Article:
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Rethinking the Second Wave: Democratization and Public Order in Occupied Japan

  • Radomir Compel
Chapter

Abstract

There is scarcely any textbook on political science that would not refer to Samuel Huntington’s hypothesis about the third wave of democratization. Among the major case studies of democratization is the post-World War II Japan, which Huntington placed into the second wave. In 1945, Japan under MacArthur managed to change from militaristic authoritarian regime into a peace-loving country cherishing individual freedoms and democratic ideals. This chapter elaborates on previous studies by focusing on two prerequisites of such transformation, retention of the imperial system, and reliance on existing bureaucratic machinery. It concludes that the primary goal of the occupation was not democratization per se, but conservation of order. Only when order was secured by fulfilling the two prerequisites could MacArthur engage in his menu of democratization reforms.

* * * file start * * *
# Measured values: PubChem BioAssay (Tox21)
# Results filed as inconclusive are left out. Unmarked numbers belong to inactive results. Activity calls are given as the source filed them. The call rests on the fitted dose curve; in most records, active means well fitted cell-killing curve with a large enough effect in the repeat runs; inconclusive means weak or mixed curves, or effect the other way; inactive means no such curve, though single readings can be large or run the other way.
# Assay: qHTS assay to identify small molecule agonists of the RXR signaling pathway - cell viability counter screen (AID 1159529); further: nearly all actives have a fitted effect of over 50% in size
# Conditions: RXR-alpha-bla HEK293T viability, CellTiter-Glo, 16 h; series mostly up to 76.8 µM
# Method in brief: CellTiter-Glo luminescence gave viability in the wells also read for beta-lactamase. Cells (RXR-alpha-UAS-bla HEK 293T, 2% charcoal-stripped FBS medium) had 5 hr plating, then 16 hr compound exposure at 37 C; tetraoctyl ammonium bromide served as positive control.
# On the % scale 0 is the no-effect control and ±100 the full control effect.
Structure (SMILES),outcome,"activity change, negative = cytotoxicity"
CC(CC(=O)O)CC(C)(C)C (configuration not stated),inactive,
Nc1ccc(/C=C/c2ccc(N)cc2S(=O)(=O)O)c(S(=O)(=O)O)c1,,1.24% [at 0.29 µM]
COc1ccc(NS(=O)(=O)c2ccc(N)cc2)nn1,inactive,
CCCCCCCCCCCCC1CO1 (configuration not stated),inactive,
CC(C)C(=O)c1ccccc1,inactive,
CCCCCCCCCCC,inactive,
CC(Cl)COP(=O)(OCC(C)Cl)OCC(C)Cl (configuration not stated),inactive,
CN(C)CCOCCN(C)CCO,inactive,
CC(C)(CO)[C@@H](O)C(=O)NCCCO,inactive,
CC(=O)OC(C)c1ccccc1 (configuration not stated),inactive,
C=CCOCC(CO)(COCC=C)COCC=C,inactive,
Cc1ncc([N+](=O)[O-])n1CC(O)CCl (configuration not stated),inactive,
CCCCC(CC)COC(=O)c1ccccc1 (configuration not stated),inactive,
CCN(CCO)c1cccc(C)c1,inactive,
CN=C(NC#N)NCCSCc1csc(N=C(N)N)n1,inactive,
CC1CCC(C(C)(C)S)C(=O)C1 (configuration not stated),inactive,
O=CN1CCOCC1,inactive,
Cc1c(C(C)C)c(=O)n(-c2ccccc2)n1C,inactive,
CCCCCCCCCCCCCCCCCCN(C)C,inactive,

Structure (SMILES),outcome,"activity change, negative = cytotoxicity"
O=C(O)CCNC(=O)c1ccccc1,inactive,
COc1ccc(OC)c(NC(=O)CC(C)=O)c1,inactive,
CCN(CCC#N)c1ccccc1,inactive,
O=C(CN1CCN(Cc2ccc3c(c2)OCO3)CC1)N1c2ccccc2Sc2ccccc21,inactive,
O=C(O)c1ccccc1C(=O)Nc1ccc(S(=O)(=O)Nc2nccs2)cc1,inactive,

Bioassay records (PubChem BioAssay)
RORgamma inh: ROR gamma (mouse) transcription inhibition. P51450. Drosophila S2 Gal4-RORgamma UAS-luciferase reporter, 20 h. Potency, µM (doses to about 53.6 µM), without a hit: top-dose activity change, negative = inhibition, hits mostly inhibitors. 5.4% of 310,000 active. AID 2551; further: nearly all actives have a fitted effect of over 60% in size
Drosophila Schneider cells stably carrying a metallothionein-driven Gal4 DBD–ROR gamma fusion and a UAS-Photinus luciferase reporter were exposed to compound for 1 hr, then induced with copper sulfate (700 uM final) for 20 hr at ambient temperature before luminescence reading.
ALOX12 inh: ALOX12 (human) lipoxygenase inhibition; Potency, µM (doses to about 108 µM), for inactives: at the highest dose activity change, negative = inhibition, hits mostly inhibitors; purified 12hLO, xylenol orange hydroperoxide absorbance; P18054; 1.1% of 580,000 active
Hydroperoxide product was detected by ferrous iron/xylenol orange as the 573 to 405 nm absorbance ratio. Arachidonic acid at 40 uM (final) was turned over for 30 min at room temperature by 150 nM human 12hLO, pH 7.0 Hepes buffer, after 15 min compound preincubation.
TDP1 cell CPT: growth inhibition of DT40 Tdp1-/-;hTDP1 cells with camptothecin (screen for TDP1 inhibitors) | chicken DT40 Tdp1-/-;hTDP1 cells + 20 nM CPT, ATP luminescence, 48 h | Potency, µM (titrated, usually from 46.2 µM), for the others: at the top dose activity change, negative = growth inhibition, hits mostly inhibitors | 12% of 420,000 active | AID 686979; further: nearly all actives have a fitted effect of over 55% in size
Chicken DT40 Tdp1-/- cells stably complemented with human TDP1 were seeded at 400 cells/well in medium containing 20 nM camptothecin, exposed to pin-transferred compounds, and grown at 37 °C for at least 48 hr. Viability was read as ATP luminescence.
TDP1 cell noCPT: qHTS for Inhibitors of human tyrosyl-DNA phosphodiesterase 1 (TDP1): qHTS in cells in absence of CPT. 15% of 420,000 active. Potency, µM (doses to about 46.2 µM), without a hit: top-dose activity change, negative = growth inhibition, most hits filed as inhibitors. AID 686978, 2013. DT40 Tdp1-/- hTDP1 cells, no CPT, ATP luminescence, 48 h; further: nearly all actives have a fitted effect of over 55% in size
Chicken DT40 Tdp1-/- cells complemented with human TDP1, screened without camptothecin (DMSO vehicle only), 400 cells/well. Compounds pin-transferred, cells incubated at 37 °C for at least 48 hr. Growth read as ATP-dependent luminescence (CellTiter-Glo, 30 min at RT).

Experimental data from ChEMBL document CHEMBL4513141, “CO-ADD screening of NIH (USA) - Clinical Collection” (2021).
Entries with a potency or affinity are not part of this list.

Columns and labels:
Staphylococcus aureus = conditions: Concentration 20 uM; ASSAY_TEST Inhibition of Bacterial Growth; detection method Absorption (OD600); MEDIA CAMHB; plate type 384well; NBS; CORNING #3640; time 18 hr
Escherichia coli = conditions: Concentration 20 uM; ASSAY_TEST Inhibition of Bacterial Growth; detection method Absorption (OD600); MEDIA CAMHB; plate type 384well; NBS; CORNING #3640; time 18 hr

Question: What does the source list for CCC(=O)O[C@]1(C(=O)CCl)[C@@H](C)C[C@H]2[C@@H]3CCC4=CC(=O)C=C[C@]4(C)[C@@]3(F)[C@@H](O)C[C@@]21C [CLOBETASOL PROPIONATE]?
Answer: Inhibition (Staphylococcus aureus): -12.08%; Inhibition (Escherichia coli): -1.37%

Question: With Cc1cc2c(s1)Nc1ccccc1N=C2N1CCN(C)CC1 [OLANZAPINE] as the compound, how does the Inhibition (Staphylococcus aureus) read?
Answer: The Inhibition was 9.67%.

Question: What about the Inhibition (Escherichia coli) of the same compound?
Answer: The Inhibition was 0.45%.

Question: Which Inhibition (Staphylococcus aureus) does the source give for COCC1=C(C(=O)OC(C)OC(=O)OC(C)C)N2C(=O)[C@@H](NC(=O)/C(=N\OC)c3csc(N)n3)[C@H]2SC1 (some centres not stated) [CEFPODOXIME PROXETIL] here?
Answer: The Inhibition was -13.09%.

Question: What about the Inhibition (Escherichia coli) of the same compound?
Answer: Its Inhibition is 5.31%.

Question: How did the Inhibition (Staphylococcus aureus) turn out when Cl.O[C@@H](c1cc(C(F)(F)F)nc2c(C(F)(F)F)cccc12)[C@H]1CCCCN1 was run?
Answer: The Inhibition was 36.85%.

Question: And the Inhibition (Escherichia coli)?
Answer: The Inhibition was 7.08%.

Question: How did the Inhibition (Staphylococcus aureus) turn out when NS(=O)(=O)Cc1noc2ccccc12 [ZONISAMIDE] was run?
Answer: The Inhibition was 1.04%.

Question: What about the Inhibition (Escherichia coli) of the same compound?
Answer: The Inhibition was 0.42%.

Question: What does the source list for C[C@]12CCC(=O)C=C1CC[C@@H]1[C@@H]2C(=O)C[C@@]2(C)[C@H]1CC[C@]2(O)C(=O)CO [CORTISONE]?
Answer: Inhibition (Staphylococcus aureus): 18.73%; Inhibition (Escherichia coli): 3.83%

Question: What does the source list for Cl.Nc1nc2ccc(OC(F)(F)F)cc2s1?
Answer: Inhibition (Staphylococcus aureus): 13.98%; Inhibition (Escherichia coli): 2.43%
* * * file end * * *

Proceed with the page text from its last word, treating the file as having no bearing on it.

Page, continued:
Notes

Acknowledgement

This research was partially funded by JSPS research grant no. 26780087.

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Copyright information

© The Author(s) 2019

Authors and Affiliations

  • Radomir Compel
    • 1
  1. 1.School of Global Humanities and Social SciencesNagasaki UniversityNagasakiJapan

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